From 1953 through 1996, New York's Fourth Congressional District, in suburban Nassau County on Long Island, was a Republican stronghold. However, in 1992 Bill Clinton carried the district in the Presidential race in a Democratic breakthrough. In 1994 Dan Frisa, a conservative Republican, defeated one-term moderate Republican David Levy in a primary challenge, but then held the seat with just 50.2% of the vote in the general election, despite the strong Republican tide that year. Frisa was in turn defeated in 1996 by Democrat Carolyn McCarthy, a former Republicans and an ardent gun control activist who rose to public prominance after the death of her husband in the 1993 Long Island Railroad shooting. McCarthy held off a tough challenge in 1998 and since then has won without great difficulty. She won with 65 percent of the vote in 2006 and 62 percent in the strong Democratic year of 2008. The district voted for Obama, 58-41 in 2008.
This might not look like fertile ground for a Republican takeover in 2010, but times may be a-changing. Republican Ed Mangano appears to have narrowly defeated a two-term incumbent Democrat in the County Executive race this month, with the recount expected to conclude on Monday. Had a spoiler Conservative Party candidate not claimed over 9000 votes, the race would not even be close. Republicans also won a majority on the County Legislature for the first time in a decade, and unseated the Democrat County Controller.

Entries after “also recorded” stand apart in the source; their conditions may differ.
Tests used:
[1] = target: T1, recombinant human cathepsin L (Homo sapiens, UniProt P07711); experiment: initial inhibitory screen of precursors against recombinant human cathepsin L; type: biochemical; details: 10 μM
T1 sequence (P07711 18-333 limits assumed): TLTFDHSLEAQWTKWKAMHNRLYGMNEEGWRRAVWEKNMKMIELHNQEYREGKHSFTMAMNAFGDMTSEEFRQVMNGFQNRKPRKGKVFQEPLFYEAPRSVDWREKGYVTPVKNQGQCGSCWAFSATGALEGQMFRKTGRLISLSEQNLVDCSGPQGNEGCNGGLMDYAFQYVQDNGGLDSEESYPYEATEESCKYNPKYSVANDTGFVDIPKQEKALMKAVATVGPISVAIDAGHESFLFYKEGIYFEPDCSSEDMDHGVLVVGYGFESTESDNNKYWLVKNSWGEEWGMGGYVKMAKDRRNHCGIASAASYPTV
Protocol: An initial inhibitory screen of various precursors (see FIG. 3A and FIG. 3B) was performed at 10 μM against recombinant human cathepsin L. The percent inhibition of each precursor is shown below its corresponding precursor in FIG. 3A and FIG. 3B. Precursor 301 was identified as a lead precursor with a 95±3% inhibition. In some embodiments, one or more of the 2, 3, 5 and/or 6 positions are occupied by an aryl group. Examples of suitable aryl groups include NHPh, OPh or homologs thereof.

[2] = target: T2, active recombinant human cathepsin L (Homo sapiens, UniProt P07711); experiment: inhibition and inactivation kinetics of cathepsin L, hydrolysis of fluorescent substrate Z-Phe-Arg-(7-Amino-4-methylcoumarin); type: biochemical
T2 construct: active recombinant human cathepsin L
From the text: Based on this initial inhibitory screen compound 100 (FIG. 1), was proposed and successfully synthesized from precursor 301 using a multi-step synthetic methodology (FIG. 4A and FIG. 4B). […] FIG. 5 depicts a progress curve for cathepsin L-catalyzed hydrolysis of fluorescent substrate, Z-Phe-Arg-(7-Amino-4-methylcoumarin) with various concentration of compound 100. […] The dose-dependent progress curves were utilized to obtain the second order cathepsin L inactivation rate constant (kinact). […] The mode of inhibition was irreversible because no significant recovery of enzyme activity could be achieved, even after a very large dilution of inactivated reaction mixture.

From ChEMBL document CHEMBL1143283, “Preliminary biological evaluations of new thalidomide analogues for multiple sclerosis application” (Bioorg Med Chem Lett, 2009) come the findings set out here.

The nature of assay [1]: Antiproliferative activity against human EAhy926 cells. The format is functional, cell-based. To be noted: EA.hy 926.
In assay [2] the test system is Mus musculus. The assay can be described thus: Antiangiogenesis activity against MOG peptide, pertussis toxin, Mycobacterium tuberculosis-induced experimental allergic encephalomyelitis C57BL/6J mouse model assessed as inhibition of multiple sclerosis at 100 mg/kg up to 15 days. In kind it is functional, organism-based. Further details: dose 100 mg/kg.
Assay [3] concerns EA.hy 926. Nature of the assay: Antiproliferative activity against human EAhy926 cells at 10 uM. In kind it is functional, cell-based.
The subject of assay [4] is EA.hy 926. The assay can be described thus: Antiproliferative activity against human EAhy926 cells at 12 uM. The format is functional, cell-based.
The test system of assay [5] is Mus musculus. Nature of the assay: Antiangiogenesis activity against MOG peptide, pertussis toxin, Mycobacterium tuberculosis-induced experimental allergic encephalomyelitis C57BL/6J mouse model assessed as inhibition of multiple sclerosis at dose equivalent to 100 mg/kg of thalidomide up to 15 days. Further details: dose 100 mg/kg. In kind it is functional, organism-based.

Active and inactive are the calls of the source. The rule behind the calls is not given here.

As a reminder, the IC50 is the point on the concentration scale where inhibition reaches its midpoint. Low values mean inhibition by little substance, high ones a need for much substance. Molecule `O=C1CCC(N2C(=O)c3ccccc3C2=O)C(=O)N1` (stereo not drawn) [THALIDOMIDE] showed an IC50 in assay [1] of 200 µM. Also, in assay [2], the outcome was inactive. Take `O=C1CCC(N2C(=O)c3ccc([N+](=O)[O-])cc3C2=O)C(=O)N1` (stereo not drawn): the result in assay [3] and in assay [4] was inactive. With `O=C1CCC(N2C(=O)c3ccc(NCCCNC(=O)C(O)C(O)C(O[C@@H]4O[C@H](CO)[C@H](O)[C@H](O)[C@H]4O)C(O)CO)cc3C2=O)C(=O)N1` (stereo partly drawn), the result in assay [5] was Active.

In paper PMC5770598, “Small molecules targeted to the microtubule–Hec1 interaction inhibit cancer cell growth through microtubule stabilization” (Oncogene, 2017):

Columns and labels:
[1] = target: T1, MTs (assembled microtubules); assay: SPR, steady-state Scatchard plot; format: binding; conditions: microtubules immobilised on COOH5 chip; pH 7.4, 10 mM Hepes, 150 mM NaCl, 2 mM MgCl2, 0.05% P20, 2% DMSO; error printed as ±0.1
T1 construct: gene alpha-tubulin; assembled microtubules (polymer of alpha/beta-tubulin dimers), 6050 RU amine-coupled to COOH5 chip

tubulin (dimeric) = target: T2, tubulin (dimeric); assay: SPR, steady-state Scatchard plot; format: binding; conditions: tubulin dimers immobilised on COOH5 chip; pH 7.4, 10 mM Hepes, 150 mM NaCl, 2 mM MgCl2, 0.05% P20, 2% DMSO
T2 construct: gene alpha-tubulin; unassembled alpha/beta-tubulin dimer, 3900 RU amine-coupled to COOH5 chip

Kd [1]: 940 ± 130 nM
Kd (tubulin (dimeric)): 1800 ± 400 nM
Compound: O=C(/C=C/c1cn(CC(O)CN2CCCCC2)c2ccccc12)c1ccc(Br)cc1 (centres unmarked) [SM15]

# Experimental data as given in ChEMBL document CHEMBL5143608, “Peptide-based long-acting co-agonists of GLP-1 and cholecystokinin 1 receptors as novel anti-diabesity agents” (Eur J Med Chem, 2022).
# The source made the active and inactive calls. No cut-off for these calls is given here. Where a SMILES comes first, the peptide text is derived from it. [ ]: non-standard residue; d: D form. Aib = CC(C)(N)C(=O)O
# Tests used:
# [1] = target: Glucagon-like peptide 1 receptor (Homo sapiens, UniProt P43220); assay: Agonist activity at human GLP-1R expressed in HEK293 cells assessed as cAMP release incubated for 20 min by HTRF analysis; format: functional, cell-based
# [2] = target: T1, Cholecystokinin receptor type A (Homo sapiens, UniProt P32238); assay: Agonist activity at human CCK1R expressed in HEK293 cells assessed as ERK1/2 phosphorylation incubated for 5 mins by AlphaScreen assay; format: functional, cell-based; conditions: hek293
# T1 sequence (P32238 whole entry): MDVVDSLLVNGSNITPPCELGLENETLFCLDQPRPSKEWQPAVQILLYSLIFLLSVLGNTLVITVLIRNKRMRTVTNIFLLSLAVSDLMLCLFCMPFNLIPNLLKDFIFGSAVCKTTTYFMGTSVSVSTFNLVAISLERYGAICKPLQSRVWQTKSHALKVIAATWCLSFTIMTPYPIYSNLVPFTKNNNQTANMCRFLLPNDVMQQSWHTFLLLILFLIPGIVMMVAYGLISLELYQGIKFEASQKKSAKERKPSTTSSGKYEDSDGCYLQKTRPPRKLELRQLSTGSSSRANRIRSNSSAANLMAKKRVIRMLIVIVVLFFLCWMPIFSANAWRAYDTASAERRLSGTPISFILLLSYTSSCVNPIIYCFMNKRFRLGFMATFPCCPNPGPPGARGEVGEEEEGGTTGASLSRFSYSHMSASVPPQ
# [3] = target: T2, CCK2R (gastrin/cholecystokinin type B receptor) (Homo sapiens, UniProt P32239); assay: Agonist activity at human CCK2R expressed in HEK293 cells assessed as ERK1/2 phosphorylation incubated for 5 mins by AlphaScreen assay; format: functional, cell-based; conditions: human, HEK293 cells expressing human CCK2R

Against this background, Frank Scaturro, a young, energetic, across-the-board conservative with the pragmmatic, problem solving style of Virginia Governor-elect Bob McDonnell, is challenging McCarthy in the 4th Congressional District race in 2010. McCarthy's last rating from the American Conservative Union was an 8. Her lifetime rating is 20. The NRA, not surprisingly, gives her an "F." Her last rating from the left wing Americans for Democratic Action was a 20. McCarthy was first elected as a moderate former Republican, but has drifted steadily left in 13 years in Congress. In the current Congress she has voted the Democratic Party line more than 98 percent of the time, according to the Washington Post. She voted "no" on the Stupak Amendment to the House version of the Obama-Pelosi healthcare bill, and then voted yes on the final bill. This district is simply not that liberal, and McCarthy could be far more vulnerable than past election results suggest.
Scaturro was formerly Republican counsel on the Senate Judiciary Committee, a position in which he helped shepherd through the supreme court nominations of Chief Justice John Roberts and Justice Sam Alito. He is currently an Assistant Professor at Hofstra law school, teaching Constitutional law. Human Events' John Gizzi recently profiled the race. You can donate or get involved here.
Scaturro can put this seat back in the red column, especially if, as now appears likely, 2010 is a strong Republican year. This is the type of race Republicans need to get involved in early, stretching the Democrats defense to the breaking point. Remember, early fundraising dollars matter most.